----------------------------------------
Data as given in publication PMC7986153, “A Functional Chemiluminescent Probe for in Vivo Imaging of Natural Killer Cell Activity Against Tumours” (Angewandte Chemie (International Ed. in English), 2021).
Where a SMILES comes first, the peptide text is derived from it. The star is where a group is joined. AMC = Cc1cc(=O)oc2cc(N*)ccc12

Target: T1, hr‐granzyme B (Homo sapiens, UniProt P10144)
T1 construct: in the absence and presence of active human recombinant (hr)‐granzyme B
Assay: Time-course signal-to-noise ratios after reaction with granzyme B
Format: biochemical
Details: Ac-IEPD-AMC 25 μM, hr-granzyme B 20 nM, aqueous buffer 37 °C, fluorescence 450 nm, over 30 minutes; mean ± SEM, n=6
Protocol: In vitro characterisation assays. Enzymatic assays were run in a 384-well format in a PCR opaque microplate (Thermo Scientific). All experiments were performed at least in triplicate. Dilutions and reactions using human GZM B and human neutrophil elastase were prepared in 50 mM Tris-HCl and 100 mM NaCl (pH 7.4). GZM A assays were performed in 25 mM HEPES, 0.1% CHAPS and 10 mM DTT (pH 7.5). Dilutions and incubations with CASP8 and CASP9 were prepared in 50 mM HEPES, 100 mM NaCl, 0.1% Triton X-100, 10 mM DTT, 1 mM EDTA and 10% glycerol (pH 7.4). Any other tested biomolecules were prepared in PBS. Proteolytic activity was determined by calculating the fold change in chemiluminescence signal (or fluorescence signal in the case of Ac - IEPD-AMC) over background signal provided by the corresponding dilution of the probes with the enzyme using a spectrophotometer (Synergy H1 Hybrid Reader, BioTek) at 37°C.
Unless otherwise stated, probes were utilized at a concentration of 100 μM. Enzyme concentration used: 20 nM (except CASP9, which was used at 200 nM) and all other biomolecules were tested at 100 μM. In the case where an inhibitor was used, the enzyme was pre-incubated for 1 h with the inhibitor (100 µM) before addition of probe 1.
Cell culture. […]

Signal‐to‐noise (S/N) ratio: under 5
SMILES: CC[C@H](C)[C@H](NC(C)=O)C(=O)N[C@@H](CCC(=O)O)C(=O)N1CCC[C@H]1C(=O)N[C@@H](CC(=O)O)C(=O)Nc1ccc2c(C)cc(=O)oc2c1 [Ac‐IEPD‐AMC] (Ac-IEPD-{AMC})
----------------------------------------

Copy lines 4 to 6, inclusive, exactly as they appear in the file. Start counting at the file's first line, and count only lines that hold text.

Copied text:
T1 construct: in the absence and presence of active human recombinant (hr)‐granzyme B
Assay: Time-course signal-to-noise ratios after reaction with granzyme B
Format: biochemical